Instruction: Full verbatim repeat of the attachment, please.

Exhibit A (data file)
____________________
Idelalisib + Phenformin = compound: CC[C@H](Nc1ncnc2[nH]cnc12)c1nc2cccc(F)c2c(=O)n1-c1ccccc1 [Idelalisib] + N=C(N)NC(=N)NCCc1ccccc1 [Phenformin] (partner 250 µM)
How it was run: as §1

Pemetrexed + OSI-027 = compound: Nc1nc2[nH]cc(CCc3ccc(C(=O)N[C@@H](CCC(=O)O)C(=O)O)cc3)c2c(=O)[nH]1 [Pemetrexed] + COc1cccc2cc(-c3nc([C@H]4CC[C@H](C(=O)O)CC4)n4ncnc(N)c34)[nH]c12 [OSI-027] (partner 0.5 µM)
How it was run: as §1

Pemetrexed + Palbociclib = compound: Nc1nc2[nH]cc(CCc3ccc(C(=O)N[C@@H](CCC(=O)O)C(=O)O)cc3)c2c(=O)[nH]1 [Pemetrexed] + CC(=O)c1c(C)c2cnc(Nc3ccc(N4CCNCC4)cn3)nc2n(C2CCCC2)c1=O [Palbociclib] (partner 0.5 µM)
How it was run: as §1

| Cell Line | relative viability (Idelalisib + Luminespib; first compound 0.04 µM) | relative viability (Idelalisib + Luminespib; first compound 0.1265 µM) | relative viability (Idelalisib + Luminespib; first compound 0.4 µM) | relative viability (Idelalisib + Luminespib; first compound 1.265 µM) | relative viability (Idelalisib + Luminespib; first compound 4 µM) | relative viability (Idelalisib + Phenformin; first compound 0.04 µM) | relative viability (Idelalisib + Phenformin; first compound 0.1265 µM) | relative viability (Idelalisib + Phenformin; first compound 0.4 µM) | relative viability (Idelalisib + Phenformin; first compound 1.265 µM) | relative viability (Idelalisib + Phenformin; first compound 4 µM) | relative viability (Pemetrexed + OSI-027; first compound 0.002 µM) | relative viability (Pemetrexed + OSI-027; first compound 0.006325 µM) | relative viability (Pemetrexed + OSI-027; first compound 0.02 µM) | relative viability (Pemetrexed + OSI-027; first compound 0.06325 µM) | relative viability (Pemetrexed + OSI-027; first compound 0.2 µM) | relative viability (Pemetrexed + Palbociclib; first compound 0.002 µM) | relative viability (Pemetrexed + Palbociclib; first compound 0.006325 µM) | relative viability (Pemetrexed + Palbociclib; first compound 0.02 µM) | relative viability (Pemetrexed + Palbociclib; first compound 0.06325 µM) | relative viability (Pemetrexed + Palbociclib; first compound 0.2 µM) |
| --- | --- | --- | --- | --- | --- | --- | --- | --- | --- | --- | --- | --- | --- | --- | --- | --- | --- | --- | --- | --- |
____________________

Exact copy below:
Idelalisib + Phenformin = compound: CC[C@H](Nc1ncnc2[nH]cnc12)c1nc2cccc(F)c2c(=O)n1-c1ccccc1 [Idelalisib] + N=C(N)NC(=N)NCCc1ccccc1 [Phenformin] (partner 250 µM)
How it was run: as §1

Pemetrexed + OSI-027 = compound: Nc1nc2[nH]cc(CCc3ccc(C(=O)N[C@@H](CCC(=O)O)C(=O)O)cc3)c2c(=O)[nH]1 [Pemetrexed] + COc1cccc2cc(-c3nc([C@H]4CC[C@H](C(=O)O)CC4)n4ncnc(N)c34)[nH]c12 [OSI-027] (partner 0.5 µM)
How it was run: as §1

Pemetrexed + Palbociclib = compound: Nc1nc2[nH]cc(CCc3ccc(C(=O)N[C@@H](CCC(=O)O)C(=O)O)cc3)c2c(=O)[nH]1 [Pemetrexed] + CC(=O)c1c(C)c2cnc(Nc3ccc(N4CCNCC4)cn3)nc2n(C2CCCC2)c1=O [Palbociclib] (partner 0.5 µM)
How it was run: as §1

| Cell Line | relative viability (Idelalisib + Luminespib; first compound 0.04 µM) | relative viability (Idelalisib + Luminespib; first compound 0.1265 µM) | relative viability (Idelalisib + Luminespib; first compound 0.4 µM) | relative viability (Idelalisib + Luminespib; first compound 1.265 µM) | relative viability (Idelalisib + Luminespib; first compound 4 µM) | relative viability (Idelalisib + Phenformin; first compound 0.04 µM) | relative viability (Idelalisib + Phenformin; first compound 0.1265 µM) | relative viability (Idelalisib + Phenformin; first compound 0.4 µM) | relative viability (Idelalisib + Phenformin; first compound 1.265 µM) | relative viability (Idelalisib + Phenformin; first compound 4 µM) | relative viability (Pemetrexed + OSI-027; first compound 0.002 µM) | relative viability (Pemetrexed + OSI-027; first compound 0.006325 µM) | relative viability (Pemetrexed + OSI-027; first compound 0.02 µM) | relative viability (Pemetrexed + OSI-027; first compound 0.06325 µM) | relative viability (Pemetrexed + OSI-027; first compound 0.2 µM) | relative viability (Pemetrexed + Palbociclib; first compound 0.002 µM) | relative viability (Pemetrexed + Palbociclib; first compound 0.006325 µM) | relative viability (Pemetrexed + Palbociclib; first compound 0.02 µM) | relative viability (Pemetrexed + Palbociclib; first compound 0.06325 µM) | relative viability (Pemetrexed + Palbociclib; first compound 0.2 µM) |
| --- | --- | --- | --- | --- | --- | --- | --- | --- | --- | --- | --- | --- | --- | --- | --- | --- | --- | --- | --- | --- |